Downhill the Spicy felt lively and quick, really quick. As I chucked this bike around the berms I couldn’t shake the unnerving thought that “this thing is egging me on because it wants to hurt me”. Taking this bull by the 750mm horns was a lot of fun, but warm, fuzzy thoughts like “stability”, “control”, “grip” were far from my mind, terms like “skittish”, “unbridled”, “mental” came to the fore. Add to this the not unlikely prospect of running out of talent and stacking someone else’s £3000 bike and my over all impression of the Spicy 516 was unsettling, fun yes, lots of fun, but it’s a mad man.

Lapierre XR 529 29er

demoday4There were two XRs on the demo, sadly they were both mediums and the Lapierre rep suggested that I might need a large or even an x-large. An interesting feature of this frame is the electronically controlled rear suspension (£400 extra) that is supposed to calibrate the rear shock depending on whether you’re peddling uphill or pointing down.

Perched on top of this undersized frame I really wasn’t expecting to get much out of the XR as I pootled up hill but it climbed well and the times going down hill weren’t awful, a wider bar would have been nice and I’m not convinced handing over the configuration of the rear shock to a computer is for me.

I don’t feel I can really give this bike a fair review as it was considerably too small for me but Jim was a better match for it and was blown away by it, so much so that I think this could be his next bike. I might get him to add his comments at the bottom.

The Zesty on offer was also a medium but with 26″ wheels even smaller than the XR, this really would have looked like a clown bike with me on it so I didn’t bother taking it around the loop. It is however interesting to note that Lambo didn’t rate the Zesty while he was riding it but when his Stava results came back he’d beaten all his best times laid down on his own bike.

Back on Katie

I was expecting to get back on the old girl after riding full suss dream machines and find myself a little despondent but quite the opposite was true, she climbs better than the Spicy, felt more stable and grippy in the corners and granted I didn’t have that exhilarating  “glad to still have skin on my knees” feeling that the 516 gave me at the bottom of the hill, but I’m not sure I want that from my everyday mountain bike. The times were just as good as the mad man too so it just goes to show that feels fast is not the same as actually faster.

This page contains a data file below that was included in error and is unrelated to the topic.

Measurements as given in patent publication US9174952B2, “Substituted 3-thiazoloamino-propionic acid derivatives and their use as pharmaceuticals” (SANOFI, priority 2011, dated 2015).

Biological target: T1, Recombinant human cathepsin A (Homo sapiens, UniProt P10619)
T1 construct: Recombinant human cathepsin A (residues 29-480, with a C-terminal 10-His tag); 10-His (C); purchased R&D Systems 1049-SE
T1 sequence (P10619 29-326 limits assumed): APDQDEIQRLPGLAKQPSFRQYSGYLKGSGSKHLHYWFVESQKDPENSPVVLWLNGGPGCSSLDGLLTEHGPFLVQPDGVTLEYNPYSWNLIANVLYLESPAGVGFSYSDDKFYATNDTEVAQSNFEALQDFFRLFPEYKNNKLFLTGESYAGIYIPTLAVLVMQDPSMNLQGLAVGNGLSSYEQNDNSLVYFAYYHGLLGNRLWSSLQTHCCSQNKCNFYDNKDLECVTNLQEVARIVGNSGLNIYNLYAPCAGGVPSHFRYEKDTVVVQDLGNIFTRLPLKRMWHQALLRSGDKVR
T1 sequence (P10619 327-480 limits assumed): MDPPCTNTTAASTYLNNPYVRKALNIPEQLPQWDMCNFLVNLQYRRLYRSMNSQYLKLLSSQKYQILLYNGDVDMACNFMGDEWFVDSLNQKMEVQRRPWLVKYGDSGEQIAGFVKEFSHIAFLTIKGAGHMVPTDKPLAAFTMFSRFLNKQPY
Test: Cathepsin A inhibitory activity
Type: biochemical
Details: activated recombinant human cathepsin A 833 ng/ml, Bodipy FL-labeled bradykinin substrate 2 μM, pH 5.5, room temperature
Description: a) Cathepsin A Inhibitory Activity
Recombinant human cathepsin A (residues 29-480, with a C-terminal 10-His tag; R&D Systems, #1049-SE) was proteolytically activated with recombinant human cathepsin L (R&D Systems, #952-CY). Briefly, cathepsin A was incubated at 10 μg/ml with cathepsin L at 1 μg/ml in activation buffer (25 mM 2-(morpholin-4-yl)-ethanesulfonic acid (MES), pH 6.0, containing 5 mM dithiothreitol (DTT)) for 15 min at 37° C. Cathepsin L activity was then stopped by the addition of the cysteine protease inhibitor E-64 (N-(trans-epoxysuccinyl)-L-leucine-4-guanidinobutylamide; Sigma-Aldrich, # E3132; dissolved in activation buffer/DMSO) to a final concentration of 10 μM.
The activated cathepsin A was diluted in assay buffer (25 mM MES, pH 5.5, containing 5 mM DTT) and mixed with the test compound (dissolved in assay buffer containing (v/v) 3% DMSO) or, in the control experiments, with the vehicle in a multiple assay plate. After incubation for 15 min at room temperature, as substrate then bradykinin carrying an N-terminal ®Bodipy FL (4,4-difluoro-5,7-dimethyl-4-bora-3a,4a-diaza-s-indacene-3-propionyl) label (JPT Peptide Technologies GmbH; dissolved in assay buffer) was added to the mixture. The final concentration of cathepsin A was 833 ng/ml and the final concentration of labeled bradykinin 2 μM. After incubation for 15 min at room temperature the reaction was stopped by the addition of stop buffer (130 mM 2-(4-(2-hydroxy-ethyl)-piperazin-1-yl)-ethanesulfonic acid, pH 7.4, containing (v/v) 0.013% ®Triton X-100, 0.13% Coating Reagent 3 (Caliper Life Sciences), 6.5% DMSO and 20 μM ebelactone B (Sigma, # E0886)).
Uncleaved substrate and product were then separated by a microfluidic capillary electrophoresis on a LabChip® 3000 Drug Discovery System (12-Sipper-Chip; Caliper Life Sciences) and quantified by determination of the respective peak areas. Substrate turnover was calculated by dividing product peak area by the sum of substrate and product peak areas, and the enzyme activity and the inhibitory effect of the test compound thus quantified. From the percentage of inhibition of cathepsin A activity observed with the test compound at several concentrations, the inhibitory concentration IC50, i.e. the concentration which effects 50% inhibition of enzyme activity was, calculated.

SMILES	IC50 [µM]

So it would seem that all I have to show for a Lapierre demo day is affirmation, I am better off for good or no, on a home built steel hardtail. Of course this isn’t true, benchmarks are important and it’s always interesting to compare and contrast and when all the proceeds are going to a great cause like the Lady Canning’s Mountain Bike Trail, everyones a winner baby.

No Excuses Thursday Returns

No Excuses Thursday Returns

Spring is here and No Excuses Thursday is back baby! I had to miss the 6.30pm meet on the 11th of April (children to bath, stories to read) and instead met the guys and girl at the Sportsman pub for 8pm. This meant I didn’t have to try and keep up with Julia Hobson going up hill. Keeping up with Julia was hard before she won Single Track Weekender, won Mountain Mayhem, cycled from John O’Groats to Lands End off road,  left blighty to compete in Mega Avalanche, worked as a mountain bike guide in portugal over last summer and then competed in the Cape Epic in South Africa. Mmmm, I’ll meet you in the pub Julia after I leisurely grind up the road to it, in the granny ring and in my own time.

Two pints of liquid courage and then lots of down flowy and technical downhill into Hillsborough left us all grinning. The only notable event was my head light going out half way down one of the technical descents, not for the last time. That’s a Thursday night that is.


Appetite for night riding reinvigorated the next Thursday saw the introduction to No Excuses of Martin, who has just opened Sheffield’s latest bike shop, Over Ride Cycleworks, and has therefore not been out on his bike for quite some time. We showed him the Flow House, he liked it, we went for beer.

During the third NET on the trot we rode up the Rivelin Valley, met Jim at the top of the Wyoming Brook downhill and had two pints of Landlord and some rather nice jalapeno pretzels. Resisting the urge to save myself 10km of riding by pootling straight downhill on the road to my side of town with Jim, I opted to descend into Hillsborough with Lambo and Chadders and take in some steep, technical descents through the woods on the way.